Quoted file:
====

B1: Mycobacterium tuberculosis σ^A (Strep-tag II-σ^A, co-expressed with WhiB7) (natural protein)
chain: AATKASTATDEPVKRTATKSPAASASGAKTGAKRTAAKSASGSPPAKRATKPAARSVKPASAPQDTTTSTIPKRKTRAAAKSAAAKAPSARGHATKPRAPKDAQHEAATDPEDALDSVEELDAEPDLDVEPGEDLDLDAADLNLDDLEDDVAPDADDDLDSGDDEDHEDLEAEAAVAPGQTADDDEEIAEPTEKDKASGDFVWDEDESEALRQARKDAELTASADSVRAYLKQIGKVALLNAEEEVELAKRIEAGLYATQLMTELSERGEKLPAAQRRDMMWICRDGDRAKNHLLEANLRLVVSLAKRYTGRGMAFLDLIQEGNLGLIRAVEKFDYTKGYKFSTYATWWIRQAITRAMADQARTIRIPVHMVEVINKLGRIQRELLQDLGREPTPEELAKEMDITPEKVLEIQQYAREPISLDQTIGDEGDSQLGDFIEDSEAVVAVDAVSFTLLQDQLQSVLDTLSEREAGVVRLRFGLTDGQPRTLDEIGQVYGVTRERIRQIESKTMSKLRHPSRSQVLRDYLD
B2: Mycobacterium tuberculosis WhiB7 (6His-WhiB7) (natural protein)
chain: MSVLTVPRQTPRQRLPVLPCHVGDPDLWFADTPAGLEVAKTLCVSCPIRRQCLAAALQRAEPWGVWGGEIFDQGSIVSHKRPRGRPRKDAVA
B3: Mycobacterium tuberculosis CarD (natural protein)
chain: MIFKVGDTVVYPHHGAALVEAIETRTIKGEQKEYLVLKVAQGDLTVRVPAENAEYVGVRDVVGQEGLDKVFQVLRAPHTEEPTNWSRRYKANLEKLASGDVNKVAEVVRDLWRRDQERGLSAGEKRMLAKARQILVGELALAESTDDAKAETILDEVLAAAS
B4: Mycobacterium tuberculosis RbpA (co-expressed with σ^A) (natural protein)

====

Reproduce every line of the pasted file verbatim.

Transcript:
B1: Mycobacterium tuberculosis σ^A (Strep-tag II-σ^A, co-expressed with WhiB7) (natural protein)
chain: AATKASTATDEPVKRTATKSPAASASGAKTGAKRTAAKSASGSPPAKRATKPAARSVKPASAPQDTTTSTIPKRKTRAAAKSAAAKAPSARGHATKPRAPKDAQHEAATDPEDALDSVEELDAEPDLDVEPGEDLDLDAADLNLDDLEDDVAPDADDDLDSGDDEDHEDLEAEAAVAPGQTADDDEEIAEPTEKDKASGDFVWDEDESEALRQARKDAELTASADSVRAYLKQIGKVALLNAEEEVELAKRIEAGLYATQLMTELSERGEKLPAAQRRDMMWICRDGDRAKNHLLEANLRLVVSLAKRYTGRGMAFLDLIQEGNLGLIRAVEKFDYTKGYKFSTYATWWIRQAITRAMADQARTIRIPVHMVEVINKLGRIQRELLQDLGREPTPEELAKEMDITPEKVLEIQQYAREPISLDQTIGDEGDSQLGDFIEDSEAVVAVDAVSFTLLQDQLQSVLDTLSEREAGVVRLRFGLTDGQPRTLDEIGQVYGVTRERIRQIESKTMSKLRHPSRSQVLRDYLD
B2: Mycobacterium tuberculosis WhiB7 (6His-WhiB7) (natural protein)
chain: MSVLTVPRQTPRQRLPVLPCHVGDPDLWFADTPAGLEVAKTLCVSCPIRRQCLAAALQRAEPWGVWGGEIFDQGSIVSHKRPRGRPRKDAVA
B3: Mycobacterium tuberculosis CarD (natural protein)
chain: MIFKVGDTVVYPHHGAALVEAIETRTIKGEQKEYLVLKVAQGDLTVRVPAENAEYVGVRDVVGQEGLDKVFQVLRAPHTEEPTNWSRRYKANLEKLASGDVNKVAEVVRDLWRRDQERGLSAGEKRMLAKARQILVGELALAESTDDAKAETILDEVLAAAS
B4: Mycobacterium tuberculosis RbpA (co-expressed with σ^A) (natural protein)